Posted: 23 October 2004 at 10:27am | IP Logged
Kis Kis Ki Kismat
By Taran Adarsh, October 22nd, 2004 - 1600 hrs IST
Sex and comedy is a lethal combo! If knitted well in a screenplay [Basu Chatterjee's SHAUKEEN did it skillfully!], the outcome could be stimulating.
Comedy is the most difficult emotion to capture on screen. And it's equally difficult to make a moviegoer laugh at your antics.
KIS KIS KI KISMAT had all the trappings to spice up your next two hours. With Mallika Sherawat handling the dare-bare part effortlessly, the only job left for the director was to concentrate on humour.
But KIS KIS KI KISMAT falters big time. Reasons: Inept writing, uninspired direction and over-the-top performances by just about everyone.
Result: KIS KIS KI KISMAT leaves you frozen. There's nothing in the film you carry home. Undeniably, it's amongst the weakest fares to hit the marquee this year. Oh, what a tragedy!
A millionaire stockbroker, Hasmukh Mehta [Dharmendra], the Big Bull of the Share Bazaar, angrily throws his wife Kokila's [Rati Agnihotri] expensive Rs. 9 lac diamond necklace out of the window during an argument.
The necklace lands on the face of a middle class girl, Meena Madhok [Mallika Sherawat], who slips and spoils her clothes. Meena returns the necklace to Mehta, who in turn decides to make up to her by buying her expensive earrings and clothes.
KIS KIS KI KISMAT had an interesting plot, but after having watched the film you wonder whether the most important aspect of the film – the script – had been written by a grown up or by a bunch of kindergarten kids.
The situations are so harebrained and ludicrous and the humour so bland that you often wonder whether the director [Govind Menon] and his team of writer[s] know what it takes to make a humorous film and evoke mirth.
Just about everything in the screenplay seems fake. The petty fight between the stock broker [he's supposed to be tycoon] and his wife Kokila at the start of the film, to his falling down the stairs, to the conversation on the breakfast table with his son – the foundation of the film rests on amateurish situations.
But this takes the cake: The stock broker throws the necklace out of the house and before it lands on Mallika's face, between that time, there's an entire song filmed on Mallika. Really, one didn't know that necklaces take such a long time to land on the ground!
Okay, that's a cinematic liberty. The writer[s] can be pardoned for that. But what's this ballyhoo about the stock broker having a mistress? It makes more noise [the entire media and even tourists from other nations land up at the hotel] than the U.S. war on terrorism or the Indo-Pak peace relations… or the Bill Clinton-Monica Lewinsky scandal.
Par Bollywood mein yeh bhi maaf hain. But this one takes not the cake, but the bakery away. The stock market now depends on the mistress' statements. Yes, the sensex is now at the mercy of a girl who has no clue that she's indirectly deciding on the fate of millions of investors.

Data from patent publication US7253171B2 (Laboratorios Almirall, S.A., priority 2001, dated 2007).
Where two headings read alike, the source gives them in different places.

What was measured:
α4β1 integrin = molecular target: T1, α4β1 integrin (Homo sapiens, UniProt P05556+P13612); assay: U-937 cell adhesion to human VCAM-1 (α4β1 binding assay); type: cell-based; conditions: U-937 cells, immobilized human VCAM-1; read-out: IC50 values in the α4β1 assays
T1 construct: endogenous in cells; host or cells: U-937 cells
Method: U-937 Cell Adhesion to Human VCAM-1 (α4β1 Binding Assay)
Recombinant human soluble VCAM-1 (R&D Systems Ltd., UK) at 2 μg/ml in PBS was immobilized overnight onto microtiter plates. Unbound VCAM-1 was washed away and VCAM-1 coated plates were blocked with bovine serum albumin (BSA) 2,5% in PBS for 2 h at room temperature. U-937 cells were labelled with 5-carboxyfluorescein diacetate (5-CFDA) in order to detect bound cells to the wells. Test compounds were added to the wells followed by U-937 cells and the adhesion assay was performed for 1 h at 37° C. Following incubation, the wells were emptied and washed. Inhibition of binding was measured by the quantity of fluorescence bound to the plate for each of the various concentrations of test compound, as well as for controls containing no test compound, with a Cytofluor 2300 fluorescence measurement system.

The one pertinent question that comes to your mind is, how could director Govind Menon okay an apology of a screenplay for the film? Even otherwise, why does the camera focus on the characters' shoes [!!!] when they seem to be involved in a serious conversation? What's the logic behind it? And, mind you, this happens a couple of times!
Even otherwise, Menon makes every character scream and shout in the name of acting. So much so that you realize that the comic capers on television are far more interesting than such corny tales.
Music [D. Imman] is functional. The track at the start of the film ['Azaadi'] and the one in the end ['Talk Of The Town'] are tuneful, but the songs sound similar to Rahman's tunes. Cinematography is eye-pleasing. Dialogues are witty at times.
Dharmendra is just not in form this time around. Known for his flair for comedy, the actor looks completely disinterested at most times.
Mallika Sherawat did impress with her performance in MURDER, but in this film, she mistakes acting to screaming, shouting and making faces. However, the actress does deserve points for exposing her anatomy uninhibitedly. From exhibiting low necklines to exposing her undergarments, she does it all with amazing confidence!
Siddharth Makkar is pure teakwood and needs lessons in acting pronto. Rati Agnihotri hams as if there is no tomorrow. Satish Shah is the only actor who handles the comic portions without going overboard. Tinnu Anand, Jagdeep, Viju Khote, Tiku Talsania and Kurush Deboo are passable.
On the whole, KIS KIS KI KISMAT is low on hype and much lower on substance. And with an ordinary to dull start at the box-office, there's nothing going for the film!